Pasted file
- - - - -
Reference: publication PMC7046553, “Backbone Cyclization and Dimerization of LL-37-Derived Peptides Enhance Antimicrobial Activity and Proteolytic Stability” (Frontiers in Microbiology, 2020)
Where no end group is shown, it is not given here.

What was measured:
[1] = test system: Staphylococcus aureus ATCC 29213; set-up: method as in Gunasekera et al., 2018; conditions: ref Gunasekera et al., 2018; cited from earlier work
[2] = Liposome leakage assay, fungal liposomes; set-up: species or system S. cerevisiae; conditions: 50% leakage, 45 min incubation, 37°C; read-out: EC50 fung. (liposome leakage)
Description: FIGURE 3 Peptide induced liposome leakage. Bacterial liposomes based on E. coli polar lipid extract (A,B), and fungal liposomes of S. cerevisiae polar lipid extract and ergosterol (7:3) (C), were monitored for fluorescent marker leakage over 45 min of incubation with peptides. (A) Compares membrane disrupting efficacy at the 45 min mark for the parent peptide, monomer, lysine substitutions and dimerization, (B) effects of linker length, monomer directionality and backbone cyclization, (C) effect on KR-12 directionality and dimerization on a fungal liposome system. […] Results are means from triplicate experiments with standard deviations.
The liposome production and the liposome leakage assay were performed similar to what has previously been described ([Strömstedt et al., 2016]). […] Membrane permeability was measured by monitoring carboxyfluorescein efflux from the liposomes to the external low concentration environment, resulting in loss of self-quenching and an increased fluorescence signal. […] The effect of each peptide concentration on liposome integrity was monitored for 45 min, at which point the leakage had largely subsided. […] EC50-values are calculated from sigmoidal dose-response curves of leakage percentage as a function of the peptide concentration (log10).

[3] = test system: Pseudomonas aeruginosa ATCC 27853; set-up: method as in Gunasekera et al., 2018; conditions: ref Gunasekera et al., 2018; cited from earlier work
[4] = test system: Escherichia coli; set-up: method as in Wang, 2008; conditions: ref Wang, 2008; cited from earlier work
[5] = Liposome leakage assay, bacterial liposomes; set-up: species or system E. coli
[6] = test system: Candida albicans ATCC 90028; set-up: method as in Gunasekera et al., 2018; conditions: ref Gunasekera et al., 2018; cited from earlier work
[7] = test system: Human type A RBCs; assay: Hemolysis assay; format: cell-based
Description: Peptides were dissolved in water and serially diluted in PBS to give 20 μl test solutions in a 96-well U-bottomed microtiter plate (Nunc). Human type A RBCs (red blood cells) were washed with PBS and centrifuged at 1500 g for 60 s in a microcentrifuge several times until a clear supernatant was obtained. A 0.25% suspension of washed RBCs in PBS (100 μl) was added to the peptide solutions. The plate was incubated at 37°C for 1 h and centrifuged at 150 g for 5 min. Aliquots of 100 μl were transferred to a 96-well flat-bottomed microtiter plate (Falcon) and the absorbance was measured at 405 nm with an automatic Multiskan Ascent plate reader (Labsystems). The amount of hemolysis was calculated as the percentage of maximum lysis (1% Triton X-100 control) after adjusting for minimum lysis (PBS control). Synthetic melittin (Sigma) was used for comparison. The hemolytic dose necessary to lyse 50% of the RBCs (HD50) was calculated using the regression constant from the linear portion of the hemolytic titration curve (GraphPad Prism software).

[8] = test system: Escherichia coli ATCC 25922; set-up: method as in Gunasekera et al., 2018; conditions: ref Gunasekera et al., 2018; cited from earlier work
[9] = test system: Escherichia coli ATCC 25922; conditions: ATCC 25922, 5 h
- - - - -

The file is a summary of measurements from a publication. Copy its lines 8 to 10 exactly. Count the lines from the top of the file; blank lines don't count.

[3] = test system: Pseudomonas aeruginosa ATCC 27853; set-up: method as in Gunasekera et al., 2018; conditions: ref Gunasekera et al., 2018; cited from earlier work
[4] = test system: Escherichia coli; set-up: method as in Wang, 2008; conditions: ref Wang, 2008; cited from earlier work
[5] = Liposome leakage assay, bacterial liposomes; set-up: species or system E. coli